Baidu showed off the speed of its pocket translator for the first time in the United States during an afternoon presentation at MIT Technology Review's EmTech Digital conference in San Francisco.
The Chinese Internet giant has made significant strides improving machine language translation since 2015, using an advanced form of artificial intelligence known as deep learning, said Hua Wu, the company’s chief scientist focused on natural-language processing. On stage, the Internet-connected device was able to almost instantly translate a short conversation between Wu and senior editor Will Knight. It easily rendered Knight’s questions—including “Where can I buy this device?” and “When will machines replace humans?”—into Mandarin, and relayed Wu’s responses in clear, if machine-inflected, English.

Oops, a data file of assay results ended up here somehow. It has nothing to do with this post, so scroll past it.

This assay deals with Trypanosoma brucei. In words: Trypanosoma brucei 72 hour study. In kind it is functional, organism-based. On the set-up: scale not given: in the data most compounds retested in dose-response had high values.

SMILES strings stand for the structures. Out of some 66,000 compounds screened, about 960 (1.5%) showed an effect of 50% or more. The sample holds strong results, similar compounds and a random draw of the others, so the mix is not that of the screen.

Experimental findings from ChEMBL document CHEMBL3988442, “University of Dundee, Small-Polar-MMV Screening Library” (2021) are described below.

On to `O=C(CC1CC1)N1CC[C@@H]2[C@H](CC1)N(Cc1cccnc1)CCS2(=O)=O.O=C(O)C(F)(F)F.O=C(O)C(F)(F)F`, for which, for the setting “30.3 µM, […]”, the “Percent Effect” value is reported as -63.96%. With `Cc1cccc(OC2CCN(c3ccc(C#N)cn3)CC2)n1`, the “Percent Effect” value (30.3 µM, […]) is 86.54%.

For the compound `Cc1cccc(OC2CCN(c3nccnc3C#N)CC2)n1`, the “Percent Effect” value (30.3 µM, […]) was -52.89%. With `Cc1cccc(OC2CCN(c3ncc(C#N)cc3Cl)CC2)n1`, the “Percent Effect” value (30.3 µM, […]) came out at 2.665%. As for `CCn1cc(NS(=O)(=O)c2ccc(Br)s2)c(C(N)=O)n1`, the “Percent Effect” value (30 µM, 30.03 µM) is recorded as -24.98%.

(Knight’s own rough Mandarin, however, seemed to be a challenge beyond the device’s current ability.)
The product taps into Baidu’s translation software over the cloud and doubles as a wi-fi hot spot. The company specifically designed the gadget, which currently only converts between English, Chinese, and Japanese, to help tourists more easily navigate foreign cities. Baidu launched the device in December, but so far it can only be leased at travel agencies and airports in China.
Additional languages and markets are likely to come in the future.
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